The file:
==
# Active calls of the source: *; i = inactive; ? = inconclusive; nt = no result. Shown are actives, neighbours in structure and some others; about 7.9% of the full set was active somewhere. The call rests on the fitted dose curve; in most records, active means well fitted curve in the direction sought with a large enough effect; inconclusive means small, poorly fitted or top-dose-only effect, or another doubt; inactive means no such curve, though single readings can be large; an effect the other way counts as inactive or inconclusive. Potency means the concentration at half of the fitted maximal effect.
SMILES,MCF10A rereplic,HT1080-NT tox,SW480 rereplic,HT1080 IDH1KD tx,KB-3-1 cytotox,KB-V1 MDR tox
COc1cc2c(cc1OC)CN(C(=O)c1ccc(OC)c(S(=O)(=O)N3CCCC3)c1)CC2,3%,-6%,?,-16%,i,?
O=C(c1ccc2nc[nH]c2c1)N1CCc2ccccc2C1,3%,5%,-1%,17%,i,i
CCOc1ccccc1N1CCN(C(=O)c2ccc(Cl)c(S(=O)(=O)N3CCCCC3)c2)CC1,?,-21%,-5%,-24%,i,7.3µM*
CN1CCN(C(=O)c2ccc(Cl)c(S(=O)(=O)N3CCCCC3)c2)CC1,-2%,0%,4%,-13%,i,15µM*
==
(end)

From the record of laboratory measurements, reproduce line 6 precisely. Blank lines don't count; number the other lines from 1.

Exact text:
CN1CCN(C(=O)c2ccc(Cl)c(S(=O)(=O)N3CCCCC3)c2)CC1,-2%,0%,4%,-13%,i,15µM*